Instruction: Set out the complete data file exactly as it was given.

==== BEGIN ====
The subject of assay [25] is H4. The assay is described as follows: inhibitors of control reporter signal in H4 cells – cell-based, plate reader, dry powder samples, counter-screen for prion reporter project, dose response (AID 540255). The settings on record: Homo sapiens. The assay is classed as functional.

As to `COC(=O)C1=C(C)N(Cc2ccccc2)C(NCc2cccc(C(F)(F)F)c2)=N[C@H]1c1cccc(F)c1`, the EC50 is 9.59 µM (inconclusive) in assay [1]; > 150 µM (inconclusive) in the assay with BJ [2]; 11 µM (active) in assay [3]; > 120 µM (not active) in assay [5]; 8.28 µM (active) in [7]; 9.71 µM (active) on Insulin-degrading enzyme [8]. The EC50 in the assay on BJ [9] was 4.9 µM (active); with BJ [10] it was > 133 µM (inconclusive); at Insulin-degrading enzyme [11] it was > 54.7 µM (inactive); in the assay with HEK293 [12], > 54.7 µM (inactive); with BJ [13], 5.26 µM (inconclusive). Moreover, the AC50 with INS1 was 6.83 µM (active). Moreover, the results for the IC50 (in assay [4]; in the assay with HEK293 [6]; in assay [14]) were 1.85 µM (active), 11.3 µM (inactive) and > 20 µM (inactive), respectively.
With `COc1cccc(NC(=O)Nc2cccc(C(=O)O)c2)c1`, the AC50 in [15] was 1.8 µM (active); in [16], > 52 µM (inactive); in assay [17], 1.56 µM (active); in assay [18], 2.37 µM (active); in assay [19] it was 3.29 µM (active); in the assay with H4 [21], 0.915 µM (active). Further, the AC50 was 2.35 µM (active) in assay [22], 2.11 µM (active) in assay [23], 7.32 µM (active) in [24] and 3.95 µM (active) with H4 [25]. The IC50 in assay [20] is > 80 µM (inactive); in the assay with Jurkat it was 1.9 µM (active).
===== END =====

The subject of assay [25] is H4. The assay is described as follows: inhibitors of control reporter signal in H4 cells – cell-based, plate reader, dry powder samples, counter-screen for prion reporter project, dose response (AID 540255). The settings on record: Homo sapiens. The assay is classed as functional.

As to `COC(=O)C1=C(C)N(Cc2ccccc2)C(NCc2cccc(C(F)(F)F)c2)=N[C@H]1c1cccc(F)c1`, the EC50 is 9.59 µM (inconclusive) in assay [1]; > 150 µM (inconclusive) in the assay with BJ [2]; 11 µM (active) in assay [3]; > 120 µM (not active) in assay [5]; 8.28 µM (active) in [7]; 9.71 µM (active) on Insulin-degrading enzyme [8]. The EC50 in the assay on BJ [9] was 4.9 µM (active); with BJ [10] it was > 133 µM (inconclusive); at Insulin-degrading enzyme [11] it was > 54.7 µM (inactive); in the assay with HEK293 [12], > 54.7 µM (inactive); with BJ [13], 5.26 µM (inconclusive). Moreover, the AC50 with INS1 was 6.83 µM (active). Moreover, the results for the IC50 (in assay [4]; in the assay with HEK293 [6]; in assay [14]) were 1.85 µM (active), 11.3 µM (inactive) and > 20 µM (inactive), respectively.
With `COc1cccc(NC(=O)Nc2cccc(C(=O)O)c2)c1`, the AC50 in [15] was 1.8 µM (active); in [16], > 52 µM (inactive); in assay [17], 1.56 µM (active); in assay [18], 2.37 µM (active); in assay [19] it was 3.29 µM (active); in the assay with H4 [21], 0.915 µM (active). Further, the AC50 was 2.35 µM (active) in assay [22], 2.11 µM (active) in assay [23], 7.32 µM (active) in [24] and 3.95 µM (active) with H4 [25]. The IC50 in assay [20] is > 80 µM (inactive); in the assay with Jurkat it was 1.9 µM (active).